A different twist to an old tale

Saturday, 28 May 2011 00:11 -     - {{hitsCtrl.values.hits}}

By Cheranka Mendis

From the rolling giggling beans to the utterly cute fertilizer bag, from the little Jack to the shadow puppetry- Jack and the SOY Beanstalk presented by the Royal College English Drama Society was truly an ‘epic’ performance.

 Giving a twist to the age old classic- Jack and the beanstalk, the young Royalists managed to keep the audience spellbound with the colour, innovation, brilliant acting and pun during the last two days. An adoption of Jerrod Bogard’s classic, the SOY Beanstalk was a hilarious theatrical performance spun on a Sri Lankan setting bringing the play closer to heart.

 In the new adoption Jack (Mevanka Gunasekera) is still a struggling kid- but this kid is struggling in a capitalist world where prices of goods are sky rocketing backed by the high flying oil prices. Jack living with his brother (Suran Weerasekara) is compelled to take action if he wants to continue living his life the way he knows it- a world where computer games and i-pods rule the day. Left with only their old red tuk tuk- their family vehicle, and no money to fuel the vehicle to actually run it; its Jack’s job to sell the old vehicle and bring home the crispy bills. Finding his brother’s old sarong, a broom and an axe his imagination runs wild and putting that into good use, Jack comes up with a brand new innovation ‘a solar powered tuk’ – the first of its kind!

 The story unravels as Jack sets out to sell his new product to the biggies in the industry and his first stop ‘Big Aggies Reaping Farms’- a big time industrial farm is a failure. He leaves while the security at Big Aggies mock his efforts and is fortunately blown towards ‘Magic Acre Farms’ where he meets the quirky old farmer who gives him seventeen magic beans and a bag of fertilizer (Mihin Wanigasekera) in exchange of the solar powered tuk-tuk.

 What follows is a maddening climb on a beanstalk which manages to grow out of the commode after him flushing all of it (fertilizer bag and all) down the toilet after getting reprimanded by a furious brother to find the giant’s den. With a goose that lays golden eggs, an i-harp (Madara Thalduwa) that raps and the giant’s wife in pink frills- Jack is caught up in a maddening world where everything is two sizes too big. His heroic efforts to save the goose who was subjected to murder by the giant who wanted all the golden eggs at once, pays off when he climbs down- goose and all and chops of the beanstalk ending the oversize life  of the giant.

 Young Royalists really did turn a simple classic into something else bringing out poignant messages to the audience of the world we live in- a world where giant multi-nationals are dominating the world’s economy and are only apprehensive about the bottom line.  Throughout the play music, tunes, shadow puppetry and larger-than-life visual elements played its part to fascinate the crowd.  A special mention must be made of little Mihin Wanigasekera along with his little bean friends (all grade one students) that really caught the audience by surprise and excitement. Dancing along waving his white gloved arms frantically, the fertilizer bag was just adorable. He now has a large cult following him after seeing his performance on stage. Squealing while Jack runs behind him to flush him down the toilet- little Mihin was the star of the show.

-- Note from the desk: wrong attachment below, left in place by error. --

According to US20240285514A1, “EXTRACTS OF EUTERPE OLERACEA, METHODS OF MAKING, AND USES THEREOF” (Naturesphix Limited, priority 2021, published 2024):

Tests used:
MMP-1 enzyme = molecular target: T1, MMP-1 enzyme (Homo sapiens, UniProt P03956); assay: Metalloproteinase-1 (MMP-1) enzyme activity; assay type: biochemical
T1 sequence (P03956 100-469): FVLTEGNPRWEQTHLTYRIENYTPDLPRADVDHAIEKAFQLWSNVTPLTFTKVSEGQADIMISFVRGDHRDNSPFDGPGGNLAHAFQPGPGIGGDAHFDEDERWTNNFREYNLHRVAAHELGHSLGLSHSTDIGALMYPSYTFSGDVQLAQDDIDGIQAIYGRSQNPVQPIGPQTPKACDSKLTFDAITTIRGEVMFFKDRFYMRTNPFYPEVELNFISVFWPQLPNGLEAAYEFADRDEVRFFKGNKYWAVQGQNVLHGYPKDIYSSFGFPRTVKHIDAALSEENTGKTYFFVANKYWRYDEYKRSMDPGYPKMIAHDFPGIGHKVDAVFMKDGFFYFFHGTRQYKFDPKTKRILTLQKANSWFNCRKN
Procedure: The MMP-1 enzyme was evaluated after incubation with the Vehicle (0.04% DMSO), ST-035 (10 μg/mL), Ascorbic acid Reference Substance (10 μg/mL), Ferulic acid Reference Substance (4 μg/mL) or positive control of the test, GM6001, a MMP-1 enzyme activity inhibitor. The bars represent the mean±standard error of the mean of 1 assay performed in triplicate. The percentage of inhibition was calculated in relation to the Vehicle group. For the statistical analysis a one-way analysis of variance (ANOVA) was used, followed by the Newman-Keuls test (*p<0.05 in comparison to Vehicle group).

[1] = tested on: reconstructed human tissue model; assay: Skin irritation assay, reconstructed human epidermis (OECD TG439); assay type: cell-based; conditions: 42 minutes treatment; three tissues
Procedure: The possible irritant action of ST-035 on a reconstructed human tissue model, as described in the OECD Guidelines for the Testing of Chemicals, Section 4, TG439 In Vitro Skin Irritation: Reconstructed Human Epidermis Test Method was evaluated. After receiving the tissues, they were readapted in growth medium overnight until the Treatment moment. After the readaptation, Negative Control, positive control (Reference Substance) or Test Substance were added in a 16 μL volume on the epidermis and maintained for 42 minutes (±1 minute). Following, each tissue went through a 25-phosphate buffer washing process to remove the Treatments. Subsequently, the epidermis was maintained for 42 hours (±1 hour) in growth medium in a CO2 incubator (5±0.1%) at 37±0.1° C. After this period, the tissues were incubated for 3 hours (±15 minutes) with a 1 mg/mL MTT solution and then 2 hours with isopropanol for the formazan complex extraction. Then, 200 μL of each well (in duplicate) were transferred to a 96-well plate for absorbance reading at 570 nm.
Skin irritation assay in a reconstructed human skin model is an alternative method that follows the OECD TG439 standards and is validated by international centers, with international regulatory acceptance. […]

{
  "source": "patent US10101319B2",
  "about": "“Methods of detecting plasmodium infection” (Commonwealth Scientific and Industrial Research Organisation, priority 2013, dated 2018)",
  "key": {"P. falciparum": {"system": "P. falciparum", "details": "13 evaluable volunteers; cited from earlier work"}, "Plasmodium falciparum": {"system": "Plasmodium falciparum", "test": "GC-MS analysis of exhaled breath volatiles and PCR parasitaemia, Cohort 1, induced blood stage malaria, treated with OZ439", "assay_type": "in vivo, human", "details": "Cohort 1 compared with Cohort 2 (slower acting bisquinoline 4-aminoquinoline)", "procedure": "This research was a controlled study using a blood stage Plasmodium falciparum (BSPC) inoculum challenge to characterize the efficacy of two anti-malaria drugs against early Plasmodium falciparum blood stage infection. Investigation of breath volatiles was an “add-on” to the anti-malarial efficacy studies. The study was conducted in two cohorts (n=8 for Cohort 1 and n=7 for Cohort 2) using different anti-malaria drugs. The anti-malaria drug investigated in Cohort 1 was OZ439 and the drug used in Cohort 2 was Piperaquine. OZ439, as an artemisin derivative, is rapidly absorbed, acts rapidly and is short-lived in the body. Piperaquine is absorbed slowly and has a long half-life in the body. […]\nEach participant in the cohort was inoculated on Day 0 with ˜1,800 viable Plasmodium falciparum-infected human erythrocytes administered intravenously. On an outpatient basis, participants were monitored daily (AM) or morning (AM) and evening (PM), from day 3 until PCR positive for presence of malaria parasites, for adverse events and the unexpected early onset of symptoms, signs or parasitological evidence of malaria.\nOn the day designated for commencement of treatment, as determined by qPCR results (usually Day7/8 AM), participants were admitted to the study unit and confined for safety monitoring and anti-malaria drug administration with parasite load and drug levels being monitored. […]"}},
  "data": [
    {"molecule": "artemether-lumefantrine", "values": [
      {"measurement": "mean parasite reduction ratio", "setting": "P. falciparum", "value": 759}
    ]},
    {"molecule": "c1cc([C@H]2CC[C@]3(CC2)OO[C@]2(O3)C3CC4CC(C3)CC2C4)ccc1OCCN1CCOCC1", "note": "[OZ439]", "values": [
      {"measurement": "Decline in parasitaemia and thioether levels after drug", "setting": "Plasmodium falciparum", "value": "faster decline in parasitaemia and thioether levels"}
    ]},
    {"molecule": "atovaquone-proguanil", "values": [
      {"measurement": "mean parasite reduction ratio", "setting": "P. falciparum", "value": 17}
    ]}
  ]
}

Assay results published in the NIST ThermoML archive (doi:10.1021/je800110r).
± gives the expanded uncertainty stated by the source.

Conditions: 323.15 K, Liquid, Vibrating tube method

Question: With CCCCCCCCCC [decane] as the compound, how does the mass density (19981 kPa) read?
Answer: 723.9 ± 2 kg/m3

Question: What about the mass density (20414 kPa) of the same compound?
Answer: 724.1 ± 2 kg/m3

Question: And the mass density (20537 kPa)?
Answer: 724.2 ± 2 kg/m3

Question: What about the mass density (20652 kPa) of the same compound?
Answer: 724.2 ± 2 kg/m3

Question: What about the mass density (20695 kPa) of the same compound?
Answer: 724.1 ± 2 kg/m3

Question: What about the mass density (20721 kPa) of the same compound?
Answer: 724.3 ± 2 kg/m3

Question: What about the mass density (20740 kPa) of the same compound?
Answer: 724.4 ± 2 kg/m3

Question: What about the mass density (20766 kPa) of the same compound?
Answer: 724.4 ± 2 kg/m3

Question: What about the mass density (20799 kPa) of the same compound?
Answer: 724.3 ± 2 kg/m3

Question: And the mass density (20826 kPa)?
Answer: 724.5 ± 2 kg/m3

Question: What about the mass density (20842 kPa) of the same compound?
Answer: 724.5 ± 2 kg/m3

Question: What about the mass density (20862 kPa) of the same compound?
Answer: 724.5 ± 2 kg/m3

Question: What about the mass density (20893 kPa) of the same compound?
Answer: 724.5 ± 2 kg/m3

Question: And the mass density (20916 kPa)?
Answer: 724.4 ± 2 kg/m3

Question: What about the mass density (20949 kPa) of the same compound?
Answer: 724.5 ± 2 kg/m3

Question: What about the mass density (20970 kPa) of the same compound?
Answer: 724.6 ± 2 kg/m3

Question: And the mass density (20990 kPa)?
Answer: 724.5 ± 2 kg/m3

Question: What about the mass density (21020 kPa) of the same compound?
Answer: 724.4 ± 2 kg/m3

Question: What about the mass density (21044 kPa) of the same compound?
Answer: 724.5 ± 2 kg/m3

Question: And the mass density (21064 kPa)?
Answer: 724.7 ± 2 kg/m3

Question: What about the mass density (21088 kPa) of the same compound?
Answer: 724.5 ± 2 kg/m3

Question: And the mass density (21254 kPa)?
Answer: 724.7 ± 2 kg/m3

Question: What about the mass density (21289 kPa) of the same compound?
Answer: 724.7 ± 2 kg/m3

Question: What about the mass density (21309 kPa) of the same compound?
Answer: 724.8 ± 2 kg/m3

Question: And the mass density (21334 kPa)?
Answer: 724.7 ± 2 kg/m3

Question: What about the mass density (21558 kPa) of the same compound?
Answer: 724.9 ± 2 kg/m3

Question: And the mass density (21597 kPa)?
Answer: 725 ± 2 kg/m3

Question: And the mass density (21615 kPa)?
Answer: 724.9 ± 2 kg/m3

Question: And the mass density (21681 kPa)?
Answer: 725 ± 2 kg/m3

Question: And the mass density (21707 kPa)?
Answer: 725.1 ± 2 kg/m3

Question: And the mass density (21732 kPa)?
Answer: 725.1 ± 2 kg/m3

Mevanka who played Jack was brilliant and it was pleasant to see such a young head pounding out his lines in delight. You could just picture him in greater roles to come, one more to the eager thespians of Royal College.

 The production initiated by Royal College Deputy Principal (Primary School) and Head of the English DramSoc Lakshmi Attygalle had Sulochana Dissanayake as Musical Director assisted by Themal Ellawala. Vocal direction was by Nicole Liyanage and choreography by Wendy Perera (La Salle ’08 / ATCL Musical Theatre). This is the first ever public production performed entirely by a junior cast (involving over 100 of the youngest talent from grades 1-9) in the history of Royal College. The Royal College choir also sang during the performance.

 Dissanayake speaking to Daily FT stated that the two day show was a huge success and saw many firsts’ on show. “It was the first major production by the Royal College primary. It was the first time for many budding actors and the first time for most of the parents who were part of the organizing team. It was also the biggest production to go on stage at Navarangahala,” she said. “We didn’t know how we were going to pull it off, but we did. And it was a huge success given the fact that the script was originally written for four adults and we extended it to over 100 students and was performed after practising for just three months.”

Certainly this is just one step for the budding young actors of Royal College who performed with enthusiasm, precession and just the right touch of childishness. The lines bore clarity and excitement as they tumbled on the audience, a positive surprise for all of us who sat grinning like mad Cheshire cats throughout the play. Hats off to the little cast and the supporting hands behind it- it was a show well worth watching.